Florence Foster Jenkins — film review: ‘A deft comedy’

Meryl Streep is a perfect fit as the notoriously tuneless singer in Stephen Frears’ film
Hugh Grant and Meryl Streep in 'Florence Foster Jenkins'

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How to describe the singing voice of Florence Foster Jenkins, philanthropist, socialite and now heroine of her own biopic? As heard in recordings, it could be a yelp; occasionally a honk; reaching for the high notes, you were better just to run. But mostly, it was the sound of self-delusion, of a uniquely terrible singer who heard angels when she sang. Such is the stuff of this deft little comedy, starring Meryl Streep as the heiress Florence.

“Based on true events,” a title card announces in the now customary manner of director Stephen Frears, adding Jenkins to Tony Blair, Lance Armstrong and Queen Elizabeth II in his menagerie of subjects. The tone is jaunty, the backdrop the Upper West Side of 1944. Genteel eccentricity is on show from the start, as Jenkins hosts a soirée and frets that an actual bathtub of potato salad may not satisfy her guests.

But the fun really begins when she arrives by the piano. There, she reveals herself as the butcher of Mozart, destroyer of Strauss. It’s not just that Jenkins can’t sing in a way more profound than the way you or I can’t sing. The crux of Florence Foster Jenkins is that she loved to share her talent. At home, a house-trained and often slightly deaf audience are discreetly vetted by her urbane companion St Clair Bayfield (Hugh Grant). But Jenkins decides she needs a new challenge. Enter an elfin pianist, Cosmé McMoon (Simon Helberg), and the promise of a concert at Carnegie Hall, where Bayfield can no longer handpick the crowd.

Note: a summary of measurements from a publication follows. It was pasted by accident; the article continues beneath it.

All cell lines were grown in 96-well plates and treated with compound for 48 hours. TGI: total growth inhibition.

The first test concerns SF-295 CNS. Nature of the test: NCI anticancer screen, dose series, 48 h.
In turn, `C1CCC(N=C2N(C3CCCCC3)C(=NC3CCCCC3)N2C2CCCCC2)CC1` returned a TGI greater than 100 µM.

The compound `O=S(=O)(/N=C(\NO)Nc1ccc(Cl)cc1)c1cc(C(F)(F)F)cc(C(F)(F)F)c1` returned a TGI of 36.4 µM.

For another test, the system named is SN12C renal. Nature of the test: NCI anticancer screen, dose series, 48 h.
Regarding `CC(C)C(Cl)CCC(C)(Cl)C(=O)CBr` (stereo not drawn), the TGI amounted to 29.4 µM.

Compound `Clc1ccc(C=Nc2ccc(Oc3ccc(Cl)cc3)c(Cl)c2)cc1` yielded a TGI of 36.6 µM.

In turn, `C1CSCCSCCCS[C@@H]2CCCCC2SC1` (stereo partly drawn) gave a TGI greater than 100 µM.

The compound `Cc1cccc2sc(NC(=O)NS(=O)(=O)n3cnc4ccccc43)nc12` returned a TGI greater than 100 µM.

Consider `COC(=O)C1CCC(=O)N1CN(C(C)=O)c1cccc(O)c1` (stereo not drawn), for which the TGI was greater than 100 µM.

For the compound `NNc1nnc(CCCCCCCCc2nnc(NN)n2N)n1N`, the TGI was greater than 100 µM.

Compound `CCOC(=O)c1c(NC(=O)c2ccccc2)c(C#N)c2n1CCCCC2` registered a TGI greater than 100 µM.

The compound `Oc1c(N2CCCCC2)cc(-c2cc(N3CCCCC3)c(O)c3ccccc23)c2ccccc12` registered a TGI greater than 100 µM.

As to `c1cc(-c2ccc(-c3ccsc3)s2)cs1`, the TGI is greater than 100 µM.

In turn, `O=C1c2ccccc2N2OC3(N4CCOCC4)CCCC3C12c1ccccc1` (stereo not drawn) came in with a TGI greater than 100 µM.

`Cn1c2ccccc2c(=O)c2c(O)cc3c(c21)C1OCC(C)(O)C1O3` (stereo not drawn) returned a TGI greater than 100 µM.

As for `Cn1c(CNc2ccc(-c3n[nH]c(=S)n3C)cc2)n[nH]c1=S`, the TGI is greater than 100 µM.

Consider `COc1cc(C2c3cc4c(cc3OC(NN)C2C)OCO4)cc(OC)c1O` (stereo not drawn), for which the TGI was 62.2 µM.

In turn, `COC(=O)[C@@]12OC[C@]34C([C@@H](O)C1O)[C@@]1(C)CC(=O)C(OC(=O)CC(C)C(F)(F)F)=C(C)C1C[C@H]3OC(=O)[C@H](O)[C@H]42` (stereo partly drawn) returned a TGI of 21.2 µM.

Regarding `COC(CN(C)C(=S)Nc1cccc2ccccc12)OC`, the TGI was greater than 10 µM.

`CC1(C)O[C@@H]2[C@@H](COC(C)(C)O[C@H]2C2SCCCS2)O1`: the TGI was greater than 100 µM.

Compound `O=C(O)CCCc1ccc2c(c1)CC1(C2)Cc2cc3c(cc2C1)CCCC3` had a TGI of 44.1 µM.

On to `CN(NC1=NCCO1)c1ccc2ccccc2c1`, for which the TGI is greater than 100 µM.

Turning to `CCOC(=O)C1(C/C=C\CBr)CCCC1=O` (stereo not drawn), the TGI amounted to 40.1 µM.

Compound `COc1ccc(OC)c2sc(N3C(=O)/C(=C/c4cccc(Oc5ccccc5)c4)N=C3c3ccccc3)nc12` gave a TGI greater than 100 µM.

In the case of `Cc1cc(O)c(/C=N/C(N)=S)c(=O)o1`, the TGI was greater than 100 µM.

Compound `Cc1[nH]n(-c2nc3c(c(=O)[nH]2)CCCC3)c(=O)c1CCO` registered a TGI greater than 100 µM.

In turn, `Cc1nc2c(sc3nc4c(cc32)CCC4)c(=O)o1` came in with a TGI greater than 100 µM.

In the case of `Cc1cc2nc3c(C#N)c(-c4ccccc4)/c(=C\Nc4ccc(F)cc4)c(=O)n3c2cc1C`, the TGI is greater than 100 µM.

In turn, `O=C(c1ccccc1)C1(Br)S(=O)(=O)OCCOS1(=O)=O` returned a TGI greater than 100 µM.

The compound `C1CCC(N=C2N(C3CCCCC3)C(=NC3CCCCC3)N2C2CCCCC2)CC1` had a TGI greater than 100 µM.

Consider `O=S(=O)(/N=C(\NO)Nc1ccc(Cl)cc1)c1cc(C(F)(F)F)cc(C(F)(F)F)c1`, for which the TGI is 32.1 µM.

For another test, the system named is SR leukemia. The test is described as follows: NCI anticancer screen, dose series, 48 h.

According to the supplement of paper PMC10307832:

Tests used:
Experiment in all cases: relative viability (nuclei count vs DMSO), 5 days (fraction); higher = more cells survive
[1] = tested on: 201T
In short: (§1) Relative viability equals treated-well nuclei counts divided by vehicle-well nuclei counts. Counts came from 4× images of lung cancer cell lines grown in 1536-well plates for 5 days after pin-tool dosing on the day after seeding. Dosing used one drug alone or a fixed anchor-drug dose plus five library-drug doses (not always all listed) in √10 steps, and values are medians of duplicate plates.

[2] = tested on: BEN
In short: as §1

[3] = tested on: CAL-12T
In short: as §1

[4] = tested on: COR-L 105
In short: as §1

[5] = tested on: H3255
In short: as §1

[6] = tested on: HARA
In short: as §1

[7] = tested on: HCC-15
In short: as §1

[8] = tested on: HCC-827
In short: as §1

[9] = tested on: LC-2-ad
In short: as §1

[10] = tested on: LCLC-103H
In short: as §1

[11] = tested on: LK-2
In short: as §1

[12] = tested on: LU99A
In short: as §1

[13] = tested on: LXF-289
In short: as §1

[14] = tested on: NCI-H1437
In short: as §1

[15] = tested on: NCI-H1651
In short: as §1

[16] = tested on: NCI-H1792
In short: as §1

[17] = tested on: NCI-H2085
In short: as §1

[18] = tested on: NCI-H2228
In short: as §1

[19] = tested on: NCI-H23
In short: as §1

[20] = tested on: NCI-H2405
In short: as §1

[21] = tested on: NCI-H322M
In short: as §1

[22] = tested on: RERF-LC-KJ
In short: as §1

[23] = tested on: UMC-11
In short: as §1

It takes skill to keep us laughing in a film with only one gag, but Frears’ deadpan is the ideal accompaniment. He also keeps the joke from turning cruel. An unscrupulous vocal coach questions Bayfield’s motives. “She spoils us all, doesn’t she?” he sneers. But the truth is both sweeter and sadder.

Frears, you suspect, intends to put two fingers up at what the film calls “the mockers and scoffers”. Streep is another perfect fit, too bulletproof for pity. As for Grant, it would be lazy to call the silken Bayfield the role he was born to play: there are untold generations of Grants through history who lived and died solely for the purpose.

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